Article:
- Furniture that has good lines, but is ugly. This is especially true for upholstery, but it can apply to pieces with really bad paint jobs or not-so-pretty colors, as well or ones that have been neglected.
- There are specific styles I gravitate towards, but I try to keep an open mind with that, too. I click on a lot of listings that aren’t my typical thing, so I can give myself some time to imagine the possibilities.
The table was purchased through a listing in Minneapolis and the sellers were willing to deliver it on a trip to Rochester. The chairs were also a craigslist find from Virginia and they were originally maroon. I had them stripped professionally and then I repainted them and made the seat covers.
- Act fast. If you want something, contact the seller immediately and pick it up as soon as you can.
- Be reasonable with your offers, if you’re going to negotiate. The seller might have other pieces that you’ll be interested in, so you don’t want to alienate them!
- Ask the seller if there is anything else they are planning to list or sell. I have gotten a lot of good stuff by just asking. Sometimes when I’m picking up an item, it’ll be in a pile of other things they want to sell and haven’t gotten around to listing it, yet.
- If you go to pick something up and you don’t like it, don’t feel pressure to buy it. Just say thank you and be on your way.
- Remember to be safe and smart. You are going to a stranger’s home with cash in hand. While most people are just normal people wanting to sell something, it’s a good idea to go with a buddy and, if at any time it feels “sketchy”, it’s okay to back out.
I found this amazing primitive hutch on craigslist in Pennsylvania for $400. That’s higher than I pay for most of my craigslist finds, but I knew it was a very good deal and they were selling it at a loss. I snapped it up right away and didn’t haggle.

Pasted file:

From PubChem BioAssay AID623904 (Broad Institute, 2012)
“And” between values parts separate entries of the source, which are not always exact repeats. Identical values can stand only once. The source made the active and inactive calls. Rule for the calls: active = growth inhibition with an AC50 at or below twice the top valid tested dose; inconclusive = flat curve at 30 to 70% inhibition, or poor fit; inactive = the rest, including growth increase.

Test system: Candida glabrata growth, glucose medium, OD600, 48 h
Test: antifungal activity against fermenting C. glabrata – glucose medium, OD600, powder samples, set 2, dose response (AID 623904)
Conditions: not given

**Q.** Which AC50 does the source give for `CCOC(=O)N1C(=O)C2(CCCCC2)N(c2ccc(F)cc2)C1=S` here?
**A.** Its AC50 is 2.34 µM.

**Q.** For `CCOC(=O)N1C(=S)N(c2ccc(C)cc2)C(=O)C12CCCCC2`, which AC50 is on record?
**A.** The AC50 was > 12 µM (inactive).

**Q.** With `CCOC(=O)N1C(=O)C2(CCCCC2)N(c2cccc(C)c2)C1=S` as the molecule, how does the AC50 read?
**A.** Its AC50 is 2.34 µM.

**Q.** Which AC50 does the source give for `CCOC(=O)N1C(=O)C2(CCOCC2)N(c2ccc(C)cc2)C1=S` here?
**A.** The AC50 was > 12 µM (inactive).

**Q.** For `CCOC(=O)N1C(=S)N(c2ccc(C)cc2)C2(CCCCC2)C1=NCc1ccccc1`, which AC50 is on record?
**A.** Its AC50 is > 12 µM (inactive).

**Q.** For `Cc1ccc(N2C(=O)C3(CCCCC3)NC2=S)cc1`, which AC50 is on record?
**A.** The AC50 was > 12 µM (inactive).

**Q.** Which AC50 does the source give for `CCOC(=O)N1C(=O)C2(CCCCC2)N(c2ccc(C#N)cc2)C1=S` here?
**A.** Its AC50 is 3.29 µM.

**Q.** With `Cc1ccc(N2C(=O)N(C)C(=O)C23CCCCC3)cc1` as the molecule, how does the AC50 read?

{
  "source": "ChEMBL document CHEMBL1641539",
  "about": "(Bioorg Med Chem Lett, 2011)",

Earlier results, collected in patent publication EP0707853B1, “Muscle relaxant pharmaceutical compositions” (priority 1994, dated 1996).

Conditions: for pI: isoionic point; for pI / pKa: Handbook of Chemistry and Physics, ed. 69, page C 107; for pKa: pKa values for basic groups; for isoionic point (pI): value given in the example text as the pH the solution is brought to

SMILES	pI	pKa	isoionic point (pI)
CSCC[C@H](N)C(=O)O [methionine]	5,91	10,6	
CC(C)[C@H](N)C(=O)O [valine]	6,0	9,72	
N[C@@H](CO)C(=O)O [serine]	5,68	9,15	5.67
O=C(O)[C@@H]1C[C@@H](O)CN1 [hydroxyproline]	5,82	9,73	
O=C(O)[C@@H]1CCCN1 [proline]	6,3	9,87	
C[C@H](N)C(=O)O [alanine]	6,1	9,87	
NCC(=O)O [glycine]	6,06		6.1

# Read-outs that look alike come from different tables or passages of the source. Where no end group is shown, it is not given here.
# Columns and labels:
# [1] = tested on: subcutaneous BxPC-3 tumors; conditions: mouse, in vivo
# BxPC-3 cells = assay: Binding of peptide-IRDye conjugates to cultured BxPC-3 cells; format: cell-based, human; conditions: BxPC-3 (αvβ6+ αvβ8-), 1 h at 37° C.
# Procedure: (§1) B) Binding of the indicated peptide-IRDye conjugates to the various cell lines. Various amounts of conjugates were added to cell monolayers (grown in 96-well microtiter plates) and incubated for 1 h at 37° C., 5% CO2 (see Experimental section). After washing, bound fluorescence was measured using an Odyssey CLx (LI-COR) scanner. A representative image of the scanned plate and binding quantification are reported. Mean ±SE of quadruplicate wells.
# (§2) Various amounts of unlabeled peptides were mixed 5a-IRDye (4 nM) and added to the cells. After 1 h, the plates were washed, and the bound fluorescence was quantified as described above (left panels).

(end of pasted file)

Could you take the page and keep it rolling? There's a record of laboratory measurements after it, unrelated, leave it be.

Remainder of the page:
THINGS TO AVOID
When you’re buying secondhand furniture, there is always the temptation to buy something just because it’s cheap and you’re there to pick it up. Take a minute and really assess the piece and think about the future of that piece. Will it languish in your garage? Will you really use and love it? I can’t tell you how many times I’ve bought something just because it was cheap and regretted it later. So, here’s what to avoid…
- Stinky upholstery! Give everything the sniff test. If it smells like smoke or pet urine (sorry, but true), then walk away. Those smells are so hard to remove and it’s just not worth trying. Trust me!
- Chairs that are wobbly and rickety. If a piece shimmies, it’s going to be difficult to repair properly unless you are a knowledgeable woodworker.
- Pieces made of pressboard. You really can’t do a lot with pressboard! It can’t be refinished and repairs are a nightmare. The stuff just crumbles. If the piece is in great condition, then you’re good to go, but if it needs repairs and isn’t solid wood, it’s not going to end well.
- Stuff that you don’t love. I’m just throwing that in as a reminder. Just because you’re buying used doesn’t mean you shouldn’t love it as much as something you would buy new. Giving careful thought to each piece you bring into your home is where good design starts.
Happy secondhand furniture shopping!